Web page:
39. @Lukcy

    Now reading this, it makes me a little embarrassed.. But it seems it goes better when you are really acting from inoncence. Experiencing for the 1st. time the ‘wonderful’ PNR splitting in UA I got upgraded and my girl didn’t from NRT to LAX, about mid flight I decided to swap seats with her for the remainder of the flight.. Didn’t knew the rules, but of course I first politely notified the cabin supervisor, he seemed fine with that. Maybe it was the fact that this particular flight had the most wonderful UA crew i’ve ever met!

    I appreciate to know your opinion about this.

  40. Are there links to any of these airline policies? I’d like to see how it is worded. When I can’t get 4 F seats, my wife and I will sit in first and the kids (15 and 18) in coach. Typically one of us will walk back every hour or two or one of the kids will come forward. They have figured out that when the drink cart passes them they can’t access the rear lav and thus have to use the one in front.

  41. I have to be a bit crass here: I pay for the privilege of having a quiet, exclusive experience. This means I can work, sleep, rest undisturbed. Every time someone moves past me in the aisle, it disturbs my peace.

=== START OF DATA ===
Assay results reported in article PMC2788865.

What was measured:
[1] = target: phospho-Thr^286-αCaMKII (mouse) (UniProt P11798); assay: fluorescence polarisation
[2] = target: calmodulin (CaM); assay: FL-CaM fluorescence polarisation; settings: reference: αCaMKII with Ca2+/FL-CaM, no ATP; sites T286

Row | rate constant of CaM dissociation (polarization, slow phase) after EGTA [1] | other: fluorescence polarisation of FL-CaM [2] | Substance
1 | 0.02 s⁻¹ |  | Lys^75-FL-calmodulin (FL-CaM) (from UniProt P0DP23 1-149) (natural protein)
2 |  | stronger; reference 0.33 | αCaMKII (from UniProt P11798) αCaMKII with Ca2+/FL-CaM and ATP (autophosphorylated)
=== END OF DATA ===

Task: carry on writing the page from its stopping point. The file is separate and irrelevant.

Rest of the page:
Another thing is privacy. I fly in the front of the cabin (whether that be J or F) to be able to work. And I don’t want to worry about another person looking over my shoulder – my clients pay good money for my firm to be discreet and not reveal any strategy secrets. The more people pass me from behind, the higher the odds of someone seeing my laptop open on a slide with confidential information.

    Finally: if you’re traveling with someone you really want to sit close to who can’t afford premium cabins: Do the right thing – pay their airfare or travel back there with them! Y sure is horrible, yes, but I’d fly Y with my boyfriend 10 times out of 10 if the alternative was him in Y and me in F.